Aviva’s preference shares issue was undoubtedly one of the biggest news last month, and it looks like the British giant is doing all it can to undo it.
In a move to make amends with preference shareholders who sold their shares at a lower price prior to Aviva’s March 23 announcement that it was no longer taking action to cancel its preference shares, the insurer today revealed its offer of a discretionary goodwill payment. It covers the period from March 8 to 22, inclusive.
You may read about the March 23 announcement here.
“This goodwill payment is intended to put those shareholders in the same financial position they would have been in had they sold their preference shares following the March 23 announcement, rather than the first announcement,” said Aviva, which has appointed KPMG LLP as an independent administrator to handle the goodwill payment process.
According to Aviva’s initial estimate, less than 2,000 individual investors sold their preference shares in the March 8-22 period. It said the total cost of the goodwill payment scheme is not expected to go beyond approximately £14 million.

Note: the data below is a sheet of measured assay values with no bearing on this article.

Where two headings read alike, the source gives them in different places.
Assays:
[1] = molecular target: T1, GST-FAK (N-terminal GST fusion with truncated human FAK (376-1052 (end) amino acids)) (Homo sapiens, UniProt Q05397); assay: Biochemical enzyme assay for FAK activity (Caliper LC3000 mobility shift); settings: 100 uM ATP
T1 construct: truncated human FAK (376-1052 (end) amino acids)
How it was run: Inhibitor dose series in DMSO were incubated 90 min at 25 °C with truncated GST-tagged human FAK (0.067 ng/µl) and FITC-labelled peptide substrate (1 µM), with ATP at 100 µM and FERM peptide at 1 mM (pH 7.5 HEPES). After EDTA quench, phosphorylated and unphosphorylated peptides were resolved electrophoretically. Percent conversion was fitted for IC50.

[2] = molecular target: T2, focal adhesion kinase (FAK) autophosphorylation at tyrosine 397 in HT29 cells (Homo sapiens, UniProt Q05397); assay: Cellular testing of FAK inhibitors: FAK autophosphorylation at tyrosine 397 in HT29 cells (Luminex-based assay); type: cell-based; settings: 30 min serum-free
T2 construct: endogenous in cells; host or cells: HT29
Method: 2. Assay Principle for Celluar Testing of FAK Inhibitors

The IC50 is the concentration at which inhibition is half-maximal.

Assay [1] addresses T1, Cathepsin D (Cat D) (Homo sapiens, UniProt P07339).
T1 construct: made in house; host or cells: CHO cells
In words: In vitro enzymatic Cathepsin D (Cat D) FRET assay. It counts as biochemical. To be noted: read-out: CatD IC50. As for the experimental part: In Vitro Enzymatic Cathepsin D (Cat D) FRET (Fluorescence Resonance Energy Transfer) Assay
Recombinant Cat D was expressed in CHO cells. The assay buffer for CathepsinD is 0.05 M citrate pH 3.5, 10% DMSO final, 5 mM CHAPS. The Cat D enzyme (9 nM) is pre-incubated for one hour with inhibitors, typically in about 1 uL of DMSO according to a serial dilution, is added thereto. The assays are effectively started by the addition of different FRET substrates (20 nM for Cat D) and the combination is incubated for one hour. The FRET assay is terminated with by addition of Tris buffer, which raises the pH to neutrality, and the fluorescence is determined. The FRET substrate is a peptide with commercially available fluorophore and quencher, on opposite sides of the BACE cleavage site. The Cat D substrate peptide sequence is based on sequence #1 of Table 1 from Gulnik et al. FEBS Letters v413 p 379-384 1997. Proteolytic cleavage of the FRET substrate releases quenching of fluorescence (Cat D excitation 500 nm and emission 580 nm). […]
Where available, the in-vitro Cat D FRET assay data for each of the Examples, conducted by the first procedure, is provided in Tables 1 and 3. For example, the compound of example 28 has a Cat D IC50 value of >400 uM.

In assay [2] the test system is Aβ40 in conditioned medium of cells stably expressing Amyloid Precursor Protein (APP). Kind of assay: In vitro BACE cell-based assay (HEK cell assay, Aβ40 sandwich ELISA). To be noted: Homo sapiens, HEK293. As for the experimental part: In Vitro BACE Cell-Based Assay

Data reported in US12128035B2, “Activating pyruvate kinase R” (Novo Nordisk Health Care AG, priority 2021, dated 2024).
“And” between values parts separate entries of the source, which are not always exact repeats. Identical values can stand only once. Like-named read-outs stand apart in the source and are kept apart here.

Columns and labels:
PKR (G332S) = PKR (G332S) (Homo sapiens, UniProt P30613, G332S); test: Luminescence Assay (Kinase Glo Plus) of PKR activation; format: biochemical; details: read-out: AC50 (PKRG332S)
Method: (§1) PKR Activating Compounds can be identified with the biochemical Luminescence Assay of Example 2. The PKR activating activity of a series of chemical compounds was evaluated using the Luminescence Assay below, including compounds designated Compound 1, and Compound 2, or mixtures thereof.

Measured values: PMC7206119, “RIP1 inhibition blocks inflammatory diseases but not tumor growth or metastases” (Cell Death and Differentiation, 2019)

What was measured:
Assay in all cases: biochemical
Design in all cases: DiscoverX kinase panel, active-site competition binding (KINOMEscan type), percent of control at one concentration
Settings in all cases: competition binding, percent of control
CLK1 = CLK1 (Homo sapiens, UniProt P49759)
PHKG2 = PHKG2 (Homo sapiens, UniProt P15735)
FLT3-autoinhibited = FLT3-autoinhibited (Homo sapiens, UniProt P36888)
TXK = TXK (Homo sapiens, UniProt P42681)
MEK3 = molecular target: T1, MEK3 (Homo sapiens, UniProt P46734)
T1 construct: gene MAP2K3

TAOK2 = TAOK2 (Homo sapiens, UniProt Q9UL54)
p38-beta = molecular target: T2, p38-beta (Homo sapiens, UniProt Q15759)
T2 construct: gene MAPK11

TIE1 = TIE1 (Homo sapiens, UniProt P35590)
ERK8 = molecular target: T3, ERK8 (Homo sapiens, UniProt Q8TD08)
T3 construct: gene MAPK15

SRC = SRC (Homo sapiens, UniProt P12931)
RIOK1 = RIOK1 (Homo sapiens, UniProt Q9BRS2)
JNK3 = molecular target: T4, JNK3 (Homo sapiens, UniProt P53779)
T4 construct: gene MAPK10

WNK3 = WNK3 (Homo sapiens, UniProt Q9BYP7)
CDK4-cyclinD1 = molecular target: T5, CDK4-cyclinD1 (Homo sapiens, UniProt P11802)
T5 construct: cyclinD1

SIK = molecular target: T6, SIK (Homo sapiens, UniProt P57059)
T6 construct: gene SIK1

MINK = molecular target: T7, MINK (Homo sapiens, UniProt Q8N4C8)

“Our announcement on March 23 meant that Aviva’s preference shareholders could rest secure in their holdings,” said group chief executive Mark Wilson. “However, we recognise that while we were considering our options for the preference shares this caused uncertainty and led some investors to sell their shares.
“The Board and I want to do the right thing and make this goodwill payment.”
When the process begins, Aviva will be writing to each affected registered holder to set out full details of how eligible shareholders can claim their payment. It has also consulted with the Financial Conduct Authority and will continue to engage with the watchdog in the investigation on the matter.
“We accept that whatever action we take, we will continue to hear divergent views on this topic from various stakeholders,” added Wilson. “However, together with our previous announcement not to proceed with the cancellation of the preference shares, we hope this goodwill payment goes some way to restoring trust in Aviva.”